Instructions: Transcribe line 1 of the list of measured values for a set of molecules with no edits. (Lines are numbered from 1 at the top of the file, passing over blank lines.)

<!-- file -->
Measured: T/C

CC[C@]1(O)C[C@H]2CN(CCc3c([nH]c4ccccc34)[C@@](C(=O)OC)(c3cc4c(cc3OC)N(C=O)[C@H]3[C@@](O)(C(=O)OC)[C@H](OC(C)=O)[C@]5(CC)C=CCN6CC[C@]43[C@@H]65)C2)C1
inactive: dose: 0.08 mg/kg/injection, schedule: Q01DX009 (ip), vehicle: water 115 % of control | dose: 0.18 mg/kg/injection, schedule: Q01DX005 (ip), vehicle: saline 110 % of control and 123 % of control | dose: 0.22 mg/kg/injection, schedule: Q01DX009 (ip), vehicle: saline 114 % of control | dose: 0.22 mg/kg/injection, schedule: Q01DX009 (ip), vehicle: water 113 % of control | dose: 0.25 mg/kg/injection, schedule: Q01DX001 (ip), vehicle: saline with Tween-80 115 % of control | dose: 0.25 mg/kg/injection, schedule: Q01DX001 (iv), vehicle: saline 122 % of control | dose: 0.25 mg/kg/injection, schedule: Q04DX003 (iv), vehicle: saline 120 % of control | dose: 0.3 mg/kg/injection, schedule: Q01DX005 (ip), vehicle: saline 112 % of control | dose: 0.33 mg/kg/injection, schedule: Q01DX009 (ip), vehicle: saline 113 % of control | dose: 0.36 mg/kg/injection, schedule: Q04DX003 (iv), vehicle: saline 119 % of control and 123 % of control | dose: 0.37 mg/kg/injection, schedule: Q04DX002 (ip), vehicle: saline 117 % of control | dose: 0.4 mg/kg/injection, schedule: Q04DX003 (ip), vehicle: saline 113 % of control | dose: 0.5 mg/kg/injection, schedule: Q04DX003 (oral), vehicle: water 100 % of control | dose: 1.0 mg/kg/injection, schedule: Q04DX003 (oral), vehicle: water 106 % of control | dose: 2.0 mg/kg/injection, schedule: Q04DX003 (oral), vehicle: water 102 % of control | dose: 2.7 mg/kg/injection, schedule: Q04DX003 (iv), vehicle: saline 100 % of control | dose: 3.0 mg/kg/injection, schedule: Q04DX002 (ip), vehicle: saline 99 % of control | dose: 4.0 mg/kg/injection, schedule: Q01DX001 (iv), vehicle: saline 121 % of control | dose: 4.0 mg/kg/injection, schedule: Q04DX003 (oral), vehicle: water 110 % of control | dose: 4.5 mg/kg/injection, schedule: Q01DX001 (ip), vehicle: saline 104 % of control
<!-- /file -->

Measured: T/C